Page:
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Platinum re-tipping


#1

Help! I don’t have a lot of experience in working with platinum
and am faced with a challenge. I’ve taken on a job that requiers
rebuilding worn prongs. The thin prongs are on the inside of 2
trillion cut 1 ct diamonds, that sit right next to and tucked
under a 2 carat center stone. I think (and may be wrong) that the
temperatures needed to flow platinum solder are too high to
expose these diamonds to. Further, I don’t know if you can use
platinum solder to draw a tip like you can with gold solder. I
mentioned, as an alternative to removing the diamonds, using
white gold solder, but they don’t want that. I wonder if my only
remedy is to remove and reset the diamonds (the jeweler I’m doing
this for cringed at the estimate and told me the previous
jeweler had quoted him $50 some dollars, which couldn’t include
re-setting I’d think). Any input will be greatly appreciated.

Tom Tietze, The Artisan Workshop


#2

Tom,

None of the platinum solders are low enough melting to be even
remotely safe for retipping diamonds.

You have two options.

  1. Remove the diamonds, rebuild the prongs properly with
    platinum, and reset.

  2. Pretend it’s white gold, and retip the prongs with the
    diamonds still set, using the appropriate white gold solder, only
    the metal you solder to the tips should be platinum. If you are
    careful to file the existing tips good and flat, and fit the new
    platinum metal well to it, using a minimum of solder, the result
    can be acceptable looking, especially after a good rhodium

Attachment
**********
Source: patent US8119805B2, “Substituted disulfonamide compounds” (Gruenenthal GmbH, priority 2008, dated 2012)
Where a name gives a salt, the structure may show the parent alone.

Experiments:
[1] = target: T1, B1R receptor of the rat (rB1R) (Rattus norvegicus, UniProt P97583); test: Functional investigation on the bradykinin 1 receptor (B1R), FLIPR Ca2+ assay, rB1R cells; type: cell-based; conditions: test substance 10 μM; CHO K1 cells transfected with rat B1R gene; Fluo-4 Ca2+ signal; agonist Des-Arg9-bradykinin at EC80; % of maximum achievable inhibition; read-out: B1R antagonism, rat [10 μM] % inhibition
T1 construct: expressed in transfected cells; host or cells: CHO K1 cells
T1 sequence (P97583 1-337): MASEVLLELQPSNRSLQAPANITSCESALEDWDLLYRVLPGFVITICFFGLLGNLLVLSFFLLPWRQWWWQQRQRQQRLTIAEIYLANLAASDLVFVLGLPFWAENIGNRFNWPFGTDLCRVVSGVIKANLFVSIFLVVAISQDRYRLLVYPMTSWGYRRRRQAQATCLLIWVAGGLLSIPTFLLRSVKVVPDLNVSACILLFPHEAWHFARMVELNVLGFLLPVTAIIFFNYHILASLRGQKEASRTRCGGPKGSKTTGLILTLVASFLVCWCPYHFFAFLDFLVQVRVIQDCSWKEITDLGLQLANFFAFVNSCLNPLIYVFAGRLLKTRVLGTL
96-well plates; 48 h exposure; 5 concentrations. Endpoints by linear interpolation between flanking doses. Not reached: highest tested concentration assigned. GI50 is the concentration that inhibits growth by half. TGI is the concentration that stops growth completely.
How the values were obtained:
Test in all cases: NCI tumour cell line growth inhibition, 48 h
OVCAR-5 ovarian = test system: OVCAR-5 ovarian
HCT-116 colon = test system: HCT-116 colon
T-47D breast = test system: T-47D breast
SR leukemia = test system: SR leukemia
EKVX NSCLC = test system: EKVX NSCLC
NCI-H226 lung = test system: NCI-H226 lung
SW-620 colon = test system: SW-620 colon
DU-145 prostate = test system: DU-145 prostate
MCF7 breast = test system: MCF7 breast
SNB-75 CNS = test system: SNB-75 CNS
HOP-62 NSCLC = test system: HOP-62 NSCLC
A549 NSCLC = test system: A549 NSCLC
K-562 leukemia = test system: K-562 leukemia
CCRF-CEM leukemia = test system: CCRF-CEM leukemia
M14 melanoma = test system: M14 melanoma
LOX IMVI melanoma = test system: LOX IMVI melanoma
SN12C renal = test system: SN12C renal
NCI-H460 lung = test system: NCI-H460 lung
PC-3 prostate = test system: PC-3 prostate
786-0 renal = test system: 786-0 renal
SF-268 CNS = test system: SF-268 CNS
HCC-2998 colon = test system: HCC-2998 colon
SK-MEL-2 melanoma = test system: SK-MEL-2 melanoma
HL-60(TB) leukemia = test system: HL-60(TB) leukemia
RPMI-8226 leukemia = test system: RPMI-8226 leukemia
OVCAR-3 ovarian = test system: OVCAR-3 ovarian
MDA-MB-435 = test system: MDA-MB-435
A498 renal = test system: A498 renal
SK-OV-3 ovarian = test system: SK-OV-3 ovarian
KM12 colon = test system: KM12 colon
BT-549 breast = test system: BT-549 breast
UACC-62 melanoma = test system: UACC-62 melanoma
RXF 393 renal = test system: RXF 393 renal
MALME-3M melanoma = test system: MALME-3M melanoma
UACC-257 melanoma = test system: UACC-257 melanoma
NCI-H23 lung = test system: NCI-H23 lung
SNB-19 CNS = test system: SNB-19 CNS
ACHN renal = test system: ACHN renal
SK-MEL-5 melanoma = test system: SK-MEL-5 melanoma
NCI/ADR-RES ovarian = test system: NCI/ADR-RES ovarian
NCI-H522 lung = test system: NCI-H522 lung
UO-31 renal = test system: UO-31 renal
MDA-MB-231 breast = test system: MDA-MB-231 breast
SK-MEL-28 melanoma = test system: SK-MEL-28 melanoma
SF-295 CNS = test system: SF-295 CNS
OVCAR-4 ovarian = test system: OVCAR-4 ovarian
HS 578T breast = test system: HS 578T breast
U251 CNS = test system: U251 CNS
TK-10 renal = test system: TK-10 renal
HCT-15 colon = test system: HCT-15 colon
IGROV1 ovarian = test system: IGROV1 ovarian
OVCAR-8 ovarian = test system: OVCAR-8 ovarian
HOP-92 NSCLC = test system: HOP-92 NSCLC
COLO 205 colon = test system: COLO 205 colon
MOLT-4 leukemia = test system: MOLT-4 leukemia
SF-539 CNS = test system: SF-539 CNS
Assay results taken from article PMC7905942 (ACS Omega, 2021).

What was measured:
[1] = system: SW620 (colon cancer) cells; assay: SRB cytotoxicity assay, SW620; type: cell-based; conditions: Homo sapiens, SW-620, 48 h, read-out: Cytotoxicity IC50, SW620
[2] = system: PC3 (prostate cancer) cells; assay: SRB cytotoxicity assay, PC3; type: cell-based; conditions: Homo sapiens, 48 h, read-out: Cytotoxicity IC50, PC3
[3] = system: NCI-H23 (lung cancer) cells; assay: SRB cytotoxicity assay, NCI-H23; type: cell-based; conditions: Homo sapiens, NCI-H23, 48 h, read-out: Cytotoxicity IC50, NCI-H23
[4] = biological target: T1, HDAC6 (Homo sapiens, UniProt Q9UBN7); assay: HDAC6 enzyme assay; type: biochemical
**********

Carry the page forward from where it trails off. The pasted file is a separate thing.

plating to hide the color difference.

Comments:

If removing the stones and restoring properly, consider removing
the entire prong wire and replacing it, rather than just
soldering on a new tip. If the mounting allows that, the result
can be a like new mounting, instead of a repair. Platinum
solders, though better than white gold, are still not as strong
as the platinum itself, will show after polishing, and can break
at times. This is the same as with white gold solders on white
gold, but with platinum, it’s often easier to disect and rebuild
the setting this way, and often, the value of the mountings and
stones well warrants this care.

In retipping in general, your reference to "drawing the solder"
into a prong makes me cringe just a little. Use solder alone to
build up a prong only as a last resort. Any time you can, please
solder on new metal to a tip. Solder is not as strong or durable
as the gold being attached with it, and when you rebuild a prong
with only solder, the result won’t last well. Plus, you then
have used far more solder, and if the piece later needs
additional repair, you’re faced with all that solder flowing
again, usually into places you don’t want it to go. I do well
know that retipping this way is more work. but the results
usually justify it. Obviously, there are, and we’ve all seen,
examples where using only solder is really the only practical
way. but it’s a decidedly second best, and unfortunate choice.

Hope this helps.

Peter Rowe


#3

Hi Tom,

here is a recommended procedure for re-tipping a platinum prong.
By definition, re-tipping implies that the stones are in place
during this job. First be aware that NO STONE CAN WITHSTAND THE
HIGH HEAT OF ANY PLATINUM SOLDER…so you have to use a trick.
Clean the ring totally. Be sure there are no dirt or oil or
anything left on the stones or under them. Then loupe the stones.
Check if they are fracture filled. If all is done right, file the
prong tips flat and solder a small amount of 14k EASY white
solder on the tips. Yes I said 14k EASY white. File the solder
down so that only a very small layer of it is on top of the tip.
Now use some platinum wire, shape it like the prong and solder it